I remember when an ex sobbed about how devastated he was as he ironed the hell out of his cricket trousers a little over a week after our breakup. A week later, I was at our old flat collecting stuff and listened to the voicemails, most of which were for me except one from 5 am the week before. “Hi…. it’s me…. Just to let you know, I’ve landed… I’ll try you on your mobile”. I felt like a mug, especially because I’d felt guilty and thought we were both struggling with the breakup. Of course, he denied it. One year to the day after our breakup, my friend bumps into him at a party. She chats to his “new” woman. Turns out, they’d celebrated their one-year anniversary a few days before.

Being overlapped can leave you feeling ‘replaced’, discarded, rejected. It’s like “Can’t you wait until…the frickin’ bed is cold? Or until I’ve got my stuff out of your place? Can’t you wait until we’ve been broken up for a month?” But they can’t.

Overlappers don’t do facing feelings, thoughts, or even their conscience. Their overlapping hurts a great deal as it jumps right into your grief, forcing you out of denial and even short-circuiting bargaining (a grief stage) because it removes hope. It’s easy to feel like it ‘must’ be you if they’ve moved on. Actually, them moving on doesn’t mean that the relationship issues were your fault. It also doesn’t mean that they don’t care; they’ve buried their feelings and are on the rebound.

They’re just not that special that they bear no responsibility for their previous relationships. They’re definitely not emotionally Teflon-coated!

It’s only human to desire courtesy and respect. You want your relationship to mean something, but the fact that your ex moved on doesn’t mean that the relationship is and was meaningless; they just don’t want to face anything. And they want a fresh start as soon as possible. It doesn’t mean that their new partner is better than you; it might mean that they’re ‘there’. Your ex will process the breakup while in a relationship (they’re probably avoiding it…). That’s not what you’re doing, and that’s a good thing.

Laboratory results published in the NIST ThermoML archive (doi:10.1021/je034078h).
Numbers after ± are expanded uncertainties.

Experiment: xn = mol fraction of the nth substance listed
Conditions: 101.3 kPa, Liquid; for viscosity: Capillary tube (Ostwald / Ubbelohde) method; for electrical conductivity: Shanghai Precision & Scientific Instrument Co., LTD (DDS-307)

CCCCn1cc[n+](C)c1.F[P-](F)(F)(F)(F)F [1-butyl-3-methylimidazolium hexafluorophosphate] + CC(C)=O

Your ex’s new relationship may or may not work out. And if it does, again it’s not about you but more that they’re still the same person but have found someone who their values and characteristics (even if they’re dodgy) click with. Or maybe their current partner will ignore issues.

Ultimately, don’t lose sight of why your relationship wasn’t working as it’s all too easy to forget the reasons and make their new partner and this idea of you being ‘rejectionable‘ and ‘replaceable‘ the reason. All that’s going to do is ensure that even though you haven’t moved on, you don’t learn anything new either.

It’s not something you said. It’s not something you did. Overlapping reflects their character, not your worthiness.

Your thoughts?

Baggage Reclaim is a labour of love. If you find it helpful, a tip would be greatly appreciated to keep it going.

Are you ready to stop silencing and hiding yourself in an attempt to ‘please’ or protect yourself from others? My book, The Joy of Saying No: A Simple Plan to Stop People Pleasing, Reclaim Boundaries, and Say Yes to the Life You Want (Harper Horizon), is out now.

The Joy of Saying No by Natalie Lue book cover. Subtitle: A simple plan to stop people pleasing, reclaim boundaries, and say yes to the life you want.